The Bill of Rights is an important part in our everyday lives because it gives us many of the freedoms we have. It is historically important because it shaped the people’s rights. The Bill of Rights affects everyone, including myself. It gives me rights if I were to get arrested and it gives me my freedom to what religion I practice. The Bill of Rights protects our freedoms, and to prove this I will explain its history, give information about its ten amendments, provide a court case, and state my opinion on a potential twenty-eighth amendment. The Bill of Rights is important in our everyday lives because it gives guidelines for the government on what they can and can’t do .
The Bill of Rights is the first ten amendments to our Constitution and was ratified in 1791 (Yero 5). It was created because people said the Constitution gave the government too much power. Eleven states were for the Bill of Rights, mostly because they were scared of government abuse. These people were also known as anti-federalists. The three states that were against it thought the government was wasting time on this document. These people wanted the U.S. to start running as a country as quickly as possible. The effect the Bill of Rights had on America back then was mostly positive because the majority of the people were for it. The Bill of Rights affects us today in many ways. It gives us our freedom from the government, we can express our opinions, and own a gun for our own protection. There are many more rights protected in this important document (6).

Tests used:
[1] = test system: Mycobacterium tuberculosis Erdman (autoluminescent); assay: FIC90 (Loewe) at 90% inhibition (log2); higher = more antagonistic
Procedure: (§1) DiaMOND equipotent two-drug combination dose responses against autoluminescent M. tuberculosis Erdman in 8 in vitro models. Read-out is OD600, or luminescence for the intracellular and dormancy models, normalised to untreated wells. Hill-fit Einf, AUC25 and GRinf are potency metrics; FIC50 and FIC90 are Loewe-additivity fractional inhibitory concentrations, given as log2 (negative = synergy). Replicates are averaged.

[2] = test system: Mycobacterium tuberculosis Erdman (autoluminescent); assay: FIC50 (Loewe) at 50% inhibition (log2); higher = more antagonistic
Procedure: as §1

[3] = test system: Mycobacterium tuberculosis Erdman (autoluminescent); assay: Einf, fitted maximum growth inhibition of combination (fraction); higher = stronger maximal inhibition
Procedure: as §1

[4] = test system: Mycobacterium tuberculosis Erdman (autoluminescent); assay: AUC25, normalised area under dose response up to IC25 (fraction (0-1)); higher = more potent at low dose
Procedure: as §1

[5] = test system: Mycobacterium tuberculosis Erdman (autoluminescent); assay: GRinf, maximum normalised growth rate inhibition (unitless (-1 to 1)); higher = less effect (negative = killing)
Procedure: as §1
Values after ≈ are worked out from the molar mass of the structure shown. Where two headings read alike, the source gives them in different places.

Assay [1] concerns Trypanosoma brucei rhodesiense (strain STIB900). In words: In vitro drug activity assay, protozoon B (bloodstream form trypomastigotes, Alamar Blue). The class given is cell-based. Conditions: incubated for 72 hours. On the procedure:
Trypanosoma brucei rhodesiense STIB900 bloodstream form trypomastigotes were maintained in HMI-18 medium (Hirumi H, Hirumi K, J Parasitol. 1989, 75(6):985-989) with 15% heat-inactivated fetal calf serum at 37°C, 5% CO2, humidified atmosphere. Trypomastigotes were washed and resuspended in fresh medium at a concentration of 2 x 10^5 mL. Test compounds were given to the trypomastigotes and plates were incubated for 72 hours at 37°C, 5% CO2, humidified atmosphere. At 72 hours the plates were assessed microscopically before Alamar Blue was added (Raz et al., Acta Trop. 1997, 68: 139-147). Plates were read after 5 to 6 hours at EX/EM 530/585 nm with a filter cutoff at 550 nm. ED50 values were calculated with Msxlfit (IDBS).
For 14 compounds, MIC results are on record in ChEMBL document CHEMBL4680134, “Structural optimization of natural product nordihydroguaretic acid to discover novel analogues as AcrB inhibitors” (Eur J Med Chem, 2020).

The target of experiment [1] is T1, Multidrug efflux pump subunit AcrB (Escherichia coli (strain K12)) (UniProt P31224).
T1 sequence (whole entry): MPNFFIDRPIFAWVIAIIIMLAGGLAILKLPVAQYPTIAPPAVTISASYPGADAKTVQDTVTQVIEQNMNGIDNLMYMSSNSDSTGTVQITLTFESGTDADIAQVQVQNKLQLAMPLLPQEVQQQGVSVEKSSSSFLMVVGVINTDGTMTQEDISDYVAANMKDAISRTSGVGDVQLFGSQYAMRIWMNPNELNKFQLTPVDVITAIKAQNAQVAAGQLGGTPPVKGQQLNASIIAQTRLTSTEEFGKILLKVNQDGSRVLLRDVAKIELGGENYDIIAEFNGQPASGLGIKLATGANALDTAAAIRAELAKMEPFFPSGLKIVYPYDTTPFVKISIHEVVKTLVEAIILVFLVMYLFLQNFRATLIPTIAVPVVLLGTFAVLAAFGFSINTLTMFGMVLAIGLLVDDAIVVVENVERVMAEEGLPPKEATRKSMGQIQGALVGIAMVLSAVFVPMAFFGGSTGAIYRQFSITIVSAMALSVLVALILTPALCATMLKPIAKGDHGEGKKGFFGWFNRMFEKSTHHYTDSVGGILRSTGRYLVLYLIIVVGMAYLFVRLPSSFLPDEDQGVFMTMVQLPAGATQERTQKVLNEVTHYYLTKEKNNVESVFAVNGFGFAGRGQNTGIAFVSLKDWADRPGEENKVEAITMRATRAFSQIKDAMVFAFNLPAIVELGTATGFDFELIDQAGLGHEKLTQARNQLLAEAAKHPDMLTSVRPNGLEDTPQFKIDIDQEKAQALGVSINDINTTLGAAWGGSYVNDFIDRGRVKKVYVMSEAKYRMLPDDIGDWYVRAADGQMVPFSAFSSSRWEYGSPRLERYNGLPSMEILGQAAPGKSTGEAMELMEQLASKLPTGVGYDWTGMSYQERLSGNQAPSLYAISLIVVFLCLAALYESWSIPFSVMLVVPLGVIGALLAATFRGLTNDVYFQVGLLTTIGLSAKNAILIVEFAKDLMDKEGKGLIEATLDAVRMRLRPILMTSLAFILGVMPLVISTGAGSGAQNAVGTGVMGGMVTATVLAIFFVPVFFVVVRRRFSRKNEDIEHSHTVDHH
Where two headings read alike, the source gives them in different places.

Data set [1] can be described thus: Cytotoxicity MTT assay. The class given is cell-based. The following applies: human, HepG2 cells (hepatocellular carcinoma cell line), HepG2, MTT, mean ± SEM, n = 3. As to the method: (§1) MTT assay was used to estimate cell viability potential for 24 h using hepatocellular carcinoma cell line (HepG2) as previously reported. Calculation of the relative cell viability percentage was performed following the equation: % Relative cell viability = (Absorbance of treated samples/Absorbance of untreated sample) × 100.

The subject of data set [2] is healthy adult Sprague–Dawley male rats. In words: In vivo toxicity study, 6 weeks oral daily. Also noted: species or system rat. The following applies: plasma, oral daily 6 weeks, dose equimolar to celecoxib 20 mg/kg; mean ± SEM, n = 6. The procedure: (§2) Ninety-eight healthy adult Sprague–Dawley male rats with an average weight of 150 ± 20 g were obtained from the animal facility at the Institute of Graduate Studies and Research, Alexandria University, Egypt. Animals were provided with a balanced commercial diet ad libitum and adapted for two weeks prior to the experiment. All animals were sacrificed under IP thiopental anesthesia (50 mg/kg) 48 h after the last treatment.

Amendment One protects our freedom to religion, speech, assembly, and press.
Newspapers can write whatever they want to as long as it’s supported by truth.
The Second Amendment protects the right to bear arms.
Anyone can own a gun after a certain age.
The Third Amendment says that soldiers shouldn’t be quartered in any house without the permission of the owner.
This doesn’t really happen anymore.
The Fourth Amendment protects people from unreasonable searches and seizures without a warrant.
The police can’t search someones house and take items without a warrant.
The Fifth Amendment gives people who are accused of serious crimes the right to a grand jury hearing, it also protects citizens from double jeopardy, prohibits self-incrimination, a person cannot be deprived of “life, liberty, or property, without due process of law”, and lastly, the amendment says the government cannot take someones private property for private use without just compensation.
If I were arrested, I wouldn’t be tried for same crime twice.
The Sixth Amendment gives the accused the right to a speedy and public trial and be judged by an impartial jury of people who live in his or her area. Before the trial, the defendant must be told the charge and the time and place of the crime. The defendant also has the right to hear...